There are a number of tiers, or stages, to go through when you are making/appealing a decision for Continuing Health Care Funding (CHC). Each one can cause tears!
The tiers to success are in sequential order. In Tears within Tiers Part 1, we looked at the first three stages and the potential frustrations that you might experience, namely:
2. Decision Support Tool
If you missed Part 1, click on the link to catch up quickly: https://caretobedifferent.co.uk/tears-within-tiers-the-stages-of-making-an-application-for-chc-funding/
In Tears within Tiers Part 2, we now look at the remaining three tiers:
4. Local Review
5. Independent Review Panel
6. Parliamentary and Health Service Ombudsman
4) Local Review
If you remain dissatisfied with the Integrated Care Board’s (ICB) outcome decision, rejecting your application for CHC Funding, you need to appeal.
You will have received written notification of the decision not to award funding, and will have just 6 months to lodge an appeal for a Local Review. The Local Review process is normally dealt with by the same ICB team that dealt with your Decision Support Tool (DST). The quality of reviews varies from ICB to ICB, and case to case. The Local Review consists of a panel from the ICB, often nurses and/or managers. They listen to your reasons for appeal and can alter the levels of need awarded on the DST, and can alter the decision to ‘eligible’.
Your chances of achieving a successful outcome are greater if you have professional support from us. Failure to secure vital CHC Funding at this appeal stage can leave you paying ongoing expensive care fees and in a long queue for whilst processing your next appeal.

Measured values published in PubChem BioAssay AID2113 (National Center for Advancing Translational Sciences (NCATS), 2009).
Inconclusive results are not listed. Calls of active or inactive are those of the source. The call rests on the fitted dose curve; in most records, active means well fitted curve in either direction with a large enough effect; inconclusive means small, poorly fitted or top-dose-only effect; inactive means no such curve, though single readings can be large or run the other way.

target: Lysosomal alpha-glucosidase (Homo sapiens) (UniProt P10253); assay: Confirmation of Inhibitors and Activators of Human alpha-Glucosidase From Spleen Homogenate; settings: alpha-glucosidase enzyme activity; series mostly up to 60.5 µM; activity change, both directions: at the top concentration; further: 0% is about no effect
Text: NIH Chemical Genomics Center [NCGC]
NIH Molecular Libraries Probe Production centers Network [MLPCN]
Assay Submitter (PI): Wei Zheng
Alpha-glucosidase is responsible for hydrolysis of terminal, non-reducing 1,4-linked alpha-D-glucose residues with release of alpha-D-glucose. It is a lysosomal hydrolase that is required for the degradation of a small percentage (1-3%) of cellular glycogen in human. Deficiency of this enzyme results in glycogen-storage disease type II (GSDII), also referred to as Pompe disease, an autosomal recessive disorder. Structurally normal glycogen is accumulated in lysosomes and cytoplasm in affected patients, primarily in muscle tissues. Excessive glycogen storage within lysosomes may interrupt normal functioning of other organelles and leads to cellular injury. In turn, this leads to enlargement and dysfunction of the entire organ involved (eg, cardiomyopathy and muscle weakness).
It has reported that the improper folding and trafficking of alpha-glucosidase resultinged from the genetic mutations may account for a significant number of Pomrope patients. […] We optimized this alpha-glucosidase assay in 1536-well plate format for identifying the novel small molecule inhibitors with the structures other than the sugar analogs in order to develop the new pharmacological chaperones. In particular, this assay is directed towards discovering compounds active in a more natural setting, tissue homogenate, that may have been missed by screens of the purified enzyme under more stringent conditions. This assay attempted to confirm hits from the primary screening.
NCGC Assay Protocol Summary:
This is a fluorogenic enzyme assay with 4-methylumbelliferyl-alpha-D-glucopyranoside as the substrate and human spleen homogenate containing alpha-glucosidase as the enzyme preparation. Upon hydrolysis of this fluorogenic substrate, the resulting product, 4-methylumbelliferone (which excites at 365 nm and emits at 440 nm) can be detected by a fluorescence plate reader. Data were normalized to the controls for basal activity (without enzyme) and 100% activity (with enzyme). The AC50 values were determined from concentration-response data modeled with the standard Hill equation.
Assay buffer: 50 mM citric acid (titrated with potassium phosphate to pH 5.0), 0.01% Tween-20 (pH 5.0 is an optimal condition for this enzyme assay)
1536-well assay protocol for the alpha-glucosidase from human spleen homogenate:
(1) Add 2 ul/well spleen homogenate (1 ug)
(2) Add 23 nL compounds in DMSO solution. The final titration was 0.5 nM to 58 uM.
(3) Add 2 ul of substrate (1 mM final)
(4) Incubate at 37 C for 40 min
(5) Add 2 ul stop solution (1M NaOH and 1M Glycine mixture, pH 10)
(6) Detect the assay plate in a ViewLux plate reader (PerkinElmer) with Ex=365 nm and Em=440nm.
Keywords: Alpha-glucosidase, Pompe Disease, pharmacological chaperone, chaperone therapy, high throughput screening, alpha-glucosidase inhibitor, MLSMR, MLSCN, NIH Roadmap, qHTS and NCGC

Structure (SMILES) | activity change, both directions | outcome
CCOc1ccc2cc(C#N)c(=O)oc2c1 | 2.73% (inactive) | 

- The Local Review can be poorly conducted. You can be left feeling unheard, frustrated and deflated. The Local Review might skim over your concerns and not address the core issues that you wish to raise. The outcome may remain ‘not eligible’ and you may feel aggrieved that this decision is still incorrect. If this has happened to you, contact us using the details given below.
5) Independent Review Panel
If you are not successful in obtaining full funding at the Local Review, you have the right to appeal further. This next appeal stage is to an Independent Review Panel (IRP). The IRP consists of at least three members. The IRP is conducted through NHS England, rather that the local ICB.
The three members of the IRP will be from different backgrounds: one from a Local Authority (not the one that dealt with the Checklist/DST); one from an ICB (not the one that dealt with the DST/LR); and one Independent member who ‘Chairs’ the IRP.
The IRP will consider all of the evidence and can make decisions about the ICB’s process and about eligibility. This appeal stage is effectively your last real chance of being awarded CHC Funding. It is more likely that you will be successful in changing the ‘no’ decision to a ‘yes’ at IRP, if you have help. We can assist you at any stage in the process, including at IRP. Contact us for help using the details given below.
- Information relating to your case is ‘Missing’. Sometimes care records cannot be found or are not provided. If this happens, there should be a note in the IRP file that confirms what steps were taken to find the missing evidence. The IRP can ask for more steps to be taken if the ICB has not tried hard enough to find the evidence.